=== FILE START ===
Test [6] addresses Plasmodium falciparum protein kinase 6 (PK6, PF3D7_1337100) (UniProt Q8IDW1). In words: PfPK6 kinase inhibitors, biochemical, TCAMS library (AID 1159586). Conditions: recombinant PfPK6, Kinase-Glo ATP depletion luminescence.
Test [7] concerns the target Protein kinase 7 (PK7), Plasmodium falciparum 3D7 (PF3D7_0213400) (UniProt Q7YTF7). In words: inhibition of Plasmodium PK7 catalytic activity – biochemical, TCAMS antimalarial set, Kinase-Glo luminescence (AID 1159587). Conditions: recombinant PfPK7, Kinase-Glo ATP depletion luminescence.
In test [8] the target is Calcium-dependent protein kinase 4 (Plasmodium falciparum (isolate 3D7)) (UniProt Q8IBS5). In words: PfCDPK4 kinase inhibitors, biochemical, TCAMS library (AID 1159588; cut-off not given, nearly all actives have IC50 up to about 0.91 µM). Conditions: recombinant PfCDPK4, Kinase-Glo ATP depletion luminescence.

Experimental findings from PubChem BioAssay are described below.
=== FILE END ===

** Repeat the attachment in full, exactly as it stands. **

Test [6] addresses Plasmodium falciparum protein kinase 6 (PK6, PF3D7_1337100) (UniProt Q8IDW1). In words: PfPK6 kinase inhibitors, biochemical, TCAMS library (AID 1159586). Conditions: recombinant PfPK6, Kinase-Glo ATP depletion luminescence.
Test [7] concerns the target Protein kinase 7 (PK7), Plasmodium falciparum 3D7 (PF3D7_0213400) (UniProt Q7YTF7). In words: inhibition of Plasmodium PK7 catalytic activity – biochemical, TCAMS antimalarial set, Kinase-Glo luminescence (AID 1159587). Conditions: recombinant PfPK7, Kinase-Glo ATP depletion luminescence.
In test [8] the target is Calcium-dependent protein kinase 4 (Plasmodium falciparum (isolate 3D7)) (UniProt Q8IBS5). In words: PfCDPK4 kinase inhibitors, biochemical, TCAMS library (AID 1159588; cut-off not given, nearly all actives have IC50 up to about 0.91 µM). Conditions: recombinant PfCDPK4, Kinase-Glo ATP depletion luminescence.

Experimental findings from PubChem BioAssay are described below.